Optimize Your Site by Including Google's JQuery Library

I just finished a small overhaul of the twentyten theme, using my child theme.  Just a few things I wanted changed to start with.  So the next articles I write will cover all of that.  How to do some real basic customizing.  We’ll change the header size, add a background to widgets, widen the theme, etc.  But the first thing I did, which is something I always do with my themes is to boot WordPress’ JQuery library in favour of Google’s.  Here’s the how and why.

There’s a couple of good reasons to use Google’s jquery library rather than the one that ships with WordPress.  The first is that it will be the most up to date.  Jquery may update between WordPress releases, and you’d have to wait until a WordPress update comes out to get the next version.  Another good reason is optimization.  A browser can only load so many things from one server at a time.  They download in batches, and you already have your css, javascript, images, etc coming from your own server.  Files from other servers can be downloaded at the same time though.  So it’s a great idea to download from another source when possible.  And Google has big giant pipes for you to take advantage of!

One important thing to consider, WordPress is tested with the version of jquery it ships with. So running the most up to date Google version may potentially affect your site. It’s never affected me, but something you need to consider. If it were to affect your site you could simply delete/comment out the code here.

So let’s take a look, the method is real simple.  All we need to do is unregister WordPress’ Jquery, and register Google’s.  How you do this depends on your theme really.  I am using my own twentyten child theme.  I had a choice to make, and you may too.  Do you want to put this directly in the header, or in functions.php?  I had already copied twentyten’s header.php to my child theme to use.  Reason being, I was making heavy mods to the header which are beyond the scope of functions and hooks in twentyten.  So if you plan to heavily tweak the header, you may be best copying it to your child theme.  If not, don’t bother.  Leave header.php in the twentyten parent theme and just drop some code in functions.php.  We’ll cover both now.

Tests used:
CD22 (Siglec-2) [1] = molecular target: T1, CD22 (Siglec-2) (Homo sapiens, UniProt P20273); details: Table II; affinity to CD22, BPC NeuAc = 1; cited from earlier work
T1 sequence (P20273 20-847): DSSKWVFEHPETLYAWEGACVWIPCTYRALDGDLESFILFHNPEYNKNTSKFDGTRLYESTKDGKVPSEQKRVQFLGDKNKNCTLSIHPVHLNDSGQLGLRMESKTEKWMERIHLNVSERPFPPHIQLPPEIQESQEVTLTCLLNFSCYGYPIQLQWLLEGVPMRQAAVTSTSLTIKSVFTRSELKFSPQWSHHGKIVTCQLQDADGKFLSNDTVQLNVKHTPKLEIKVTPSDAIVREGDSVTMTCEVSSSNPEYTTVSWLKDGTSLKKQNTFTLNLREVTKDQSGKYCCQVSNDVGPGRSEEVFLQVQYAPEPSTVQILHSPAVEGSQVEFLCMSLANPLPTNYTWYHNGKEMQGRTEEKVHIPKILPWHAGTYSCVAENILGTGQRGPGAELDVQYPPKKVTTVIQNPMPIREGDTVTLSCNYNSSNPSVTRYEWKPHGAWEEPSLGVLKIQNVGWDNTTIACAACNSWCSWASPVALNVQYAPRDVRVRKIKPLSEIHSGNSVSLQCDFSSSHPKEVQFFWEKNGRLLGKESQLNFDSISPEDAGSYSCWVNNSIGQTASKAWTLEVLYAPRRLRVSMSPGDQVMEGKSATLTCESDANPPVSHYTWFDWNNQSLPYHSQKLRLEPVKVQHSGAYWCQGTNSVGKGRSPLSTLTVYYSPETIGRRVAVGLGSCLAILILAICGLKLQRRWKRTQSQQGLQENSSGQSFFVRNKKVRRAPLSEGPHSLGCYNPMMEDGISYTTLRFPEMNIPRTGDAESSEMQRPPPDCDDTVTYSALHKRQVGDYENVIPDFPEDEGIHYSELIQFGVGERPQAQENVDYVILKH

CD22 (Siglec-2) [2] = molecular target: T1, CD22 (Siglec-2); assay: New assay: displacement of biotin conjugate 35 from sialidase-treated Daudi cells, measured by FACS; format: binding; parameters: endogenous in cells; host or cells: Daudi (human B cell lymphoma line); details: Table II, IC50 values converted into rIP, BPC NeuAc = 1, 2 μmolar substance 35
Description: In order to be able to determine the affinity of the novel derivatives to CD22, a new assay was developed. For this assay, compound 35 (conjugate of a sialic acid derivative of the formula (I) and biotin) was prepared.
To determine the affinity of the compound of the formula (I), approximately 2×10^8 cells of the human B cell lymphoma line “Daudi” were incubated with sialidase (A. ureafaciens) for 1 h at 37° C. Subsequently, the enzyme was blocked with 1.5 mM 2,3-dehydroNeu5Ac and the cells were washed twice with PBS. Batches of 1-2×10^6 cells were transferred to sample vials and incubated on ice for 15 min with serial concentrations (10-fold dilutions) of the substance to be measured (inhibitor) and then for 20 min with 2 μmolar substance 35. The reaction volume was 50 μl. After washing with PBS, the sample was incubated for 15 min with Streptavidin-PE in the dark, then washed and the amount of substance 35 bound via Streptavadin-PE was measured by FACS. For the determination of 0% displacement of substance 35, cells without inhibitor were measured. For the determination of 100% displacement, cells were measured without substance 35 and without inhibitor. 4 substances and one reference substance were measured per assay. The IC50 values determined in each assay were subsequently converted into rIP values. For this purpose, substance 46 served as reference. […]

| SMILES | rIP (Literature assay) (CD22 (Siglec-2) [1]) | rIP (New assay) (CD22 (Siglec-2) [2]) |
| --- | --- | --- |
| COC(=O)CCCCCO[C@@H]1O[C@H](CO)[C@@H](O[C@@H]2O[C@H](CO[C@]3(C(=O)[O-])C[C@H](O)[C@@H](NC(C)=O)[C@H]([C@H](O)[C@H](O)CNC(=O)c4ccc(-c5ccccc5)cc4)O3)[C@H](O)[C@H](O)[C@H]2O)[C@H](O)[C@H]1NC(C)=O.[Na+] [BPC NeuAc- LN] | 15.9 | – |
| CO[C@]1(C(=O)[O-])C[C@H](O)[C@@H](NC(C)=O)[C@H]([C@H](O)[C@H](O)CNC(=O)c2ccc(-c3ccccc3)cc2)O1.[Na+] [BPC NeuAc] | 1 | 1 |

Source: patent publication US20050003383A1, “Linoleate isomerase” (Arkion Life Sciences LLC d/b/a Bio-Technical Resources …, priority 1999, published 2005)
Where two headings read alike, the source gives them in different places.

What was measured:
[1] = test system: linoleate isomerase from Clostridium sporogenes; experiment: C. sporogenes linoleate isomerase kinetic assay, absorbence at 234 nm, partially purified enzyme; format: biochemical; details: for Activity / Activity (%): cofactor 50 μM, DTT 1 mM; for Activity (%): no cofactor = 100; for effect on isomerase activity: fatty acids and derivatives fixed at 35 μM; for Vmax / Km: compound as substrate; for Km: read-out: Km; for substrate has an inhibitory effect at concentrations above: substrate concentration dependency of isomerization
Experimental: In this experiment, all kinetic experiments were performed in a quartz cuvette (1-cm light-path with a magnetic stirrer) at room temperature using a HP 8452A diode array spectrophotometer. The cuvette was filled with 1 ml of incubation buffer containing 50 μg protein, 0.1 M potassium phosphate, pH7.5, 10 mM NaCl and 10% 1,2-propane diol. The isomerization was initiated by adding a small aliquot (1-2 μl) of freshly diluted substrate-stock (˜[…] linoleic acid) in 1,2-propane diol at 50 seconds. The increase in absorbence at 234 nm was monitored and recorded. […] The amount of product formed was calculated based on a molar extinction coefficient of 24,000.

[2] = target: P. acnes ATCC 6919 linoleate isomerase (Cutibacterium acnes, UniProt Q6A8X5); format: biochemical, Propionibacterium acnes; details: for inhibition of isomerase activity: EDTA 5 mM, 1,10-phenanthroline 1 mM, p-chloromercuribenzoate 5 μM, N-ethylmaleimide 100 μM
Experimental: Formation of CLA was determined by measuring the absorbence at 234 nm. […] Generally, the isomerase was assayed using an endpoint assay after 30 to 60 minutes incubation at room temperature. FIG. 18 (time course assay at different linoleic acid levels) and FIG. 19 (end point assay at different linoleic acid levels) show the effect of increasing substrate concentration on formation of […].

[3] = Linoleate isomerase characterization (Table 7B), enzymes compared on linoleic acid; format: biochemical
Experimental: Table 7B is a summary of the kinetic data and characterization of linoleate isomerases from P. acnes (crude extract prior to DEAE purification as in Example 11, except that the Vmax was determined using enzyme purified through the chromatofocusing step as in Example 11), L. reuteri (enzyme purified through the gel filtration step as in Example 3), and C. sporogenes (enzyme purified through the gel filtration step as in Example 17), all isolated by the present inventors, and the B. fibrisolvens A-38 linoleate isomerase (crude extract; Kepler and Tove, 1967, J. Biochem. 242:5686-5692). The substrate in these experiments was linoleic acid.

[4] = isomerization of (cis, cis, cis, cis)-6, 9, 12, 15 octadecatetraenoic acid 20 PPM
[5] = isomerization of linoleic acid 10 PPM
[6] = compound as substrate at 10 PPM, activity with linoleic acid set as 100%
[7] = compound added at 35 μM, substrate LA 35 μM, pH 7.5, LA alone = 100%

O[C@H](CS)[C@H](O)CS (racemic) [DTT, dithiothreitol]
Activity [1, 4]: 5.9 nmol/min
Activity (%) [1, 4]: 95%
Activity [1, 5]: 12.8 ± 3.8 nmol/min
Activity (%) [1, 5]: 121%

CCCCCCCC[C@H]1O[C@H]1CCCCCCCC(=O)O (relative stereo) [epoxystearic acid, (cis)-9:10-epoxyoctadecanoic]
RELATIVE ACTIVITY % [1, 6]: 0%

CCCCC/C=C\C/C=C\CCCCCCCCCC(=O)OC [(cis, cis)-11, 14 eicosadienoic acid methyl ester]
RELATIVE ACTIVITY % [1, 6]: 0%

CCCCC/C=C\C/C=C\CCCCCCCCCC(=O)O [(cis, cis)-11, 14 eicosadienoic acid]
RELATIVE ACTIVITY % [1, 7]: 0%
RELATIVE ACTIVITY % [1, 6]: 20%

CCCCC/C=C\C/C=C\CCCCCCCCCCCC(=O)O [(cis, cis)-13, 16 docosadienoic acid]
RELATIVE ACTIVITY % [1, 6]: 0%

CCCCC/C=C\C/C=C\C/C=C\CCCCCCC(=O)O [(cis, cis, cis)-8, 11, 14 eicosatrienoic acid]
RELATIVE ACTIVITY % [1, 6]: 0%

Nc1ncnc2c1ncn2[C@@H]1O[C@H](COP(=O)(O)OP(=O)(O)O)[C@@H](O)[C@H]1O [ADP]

First off, the basic code.  This would go into your header.php.  I put it directly above the


<?php wp_head(); ?>

call.  If you don’t have that in your theme, you have bigger issues, as it is vital.  Check out the info on that.  The code looks like this:


<?php
wp_deregister_script('jquery');
wp_register_script('jquery', 'http://ajax.googleapis.com/ajax/libs/jquery/1/jquery.min.js');
wp_enqueue_script('jquery');
?>

That’s it really.  That’ll deregister WordPress’ jquery and start using Google’s.  But what if you don’t want to use header.php in your own theme.  That’s ok.  You may remember this article from a while back, about adding in your own favicon through a hook.  Well, use the same hook.  If you already have it in place for your favicon, just add the above code to it, if not here’s how it would look.


//ADDS FAVICON TO HEADER
function voodoo_childtheme_headcode() {
     wp_deregister_script('jquery');
     wp_register_script('jquery', 'http://ajax.googleapis.com/ajax/libs/jquery/1/jquery.min.js');
     wp_enqueue_script('jquery'); ?>
    <link rel="shortcut icon" href="<?php echo bloginfo('stylesheet_directory') ?>/images/favicon.ico" type="image/x-icon" />
    <link rel="icon" href="<?php echo bloginfo('stylesheet_directory') ?>/images/favicon.ico" type="image/x-icon" />
<?php }
add_action('wp_head', 'voodoo_childtheme_headcode', 5);

You’ll notice on this add_action, we added a priority number to it of 5. Default priority is 10. I had to add this in there to make the code work properly from functions.php. At default priority, WordPress’ jquery was still loading.

Pretty simple right?  And that’s your first step on the road to optimizing WordPress.

5 Replies to “Optimize Your Site by Including Google's JQuery Library”

    1. Sure, just remember that every now and then doing this can cause a conflict. If you notice strange symptoms of a conflict (like your admin screen or post edit screen not behaving properly) something is screwy

    1. Thanks for posting that! I had meant to revisit this a while ago, and completely forgot! While working on a theme, I had stumbled across a similar technique to ensure we always get jQuery loaded, even if you are working on a localhost version with no connection or whatever. It’s definitely good to have a fallback!

  1. Using ‘http://ajax.googleapis.com/ajax/libs/jquery/1/jquery.min.js’ results in your code always pulling the latest jQuery version, it would be better to advise users to specify the version of jQuery they intend on using by altering the /1/ to /1.x.x/ or at least to a major revision number like /1.9/

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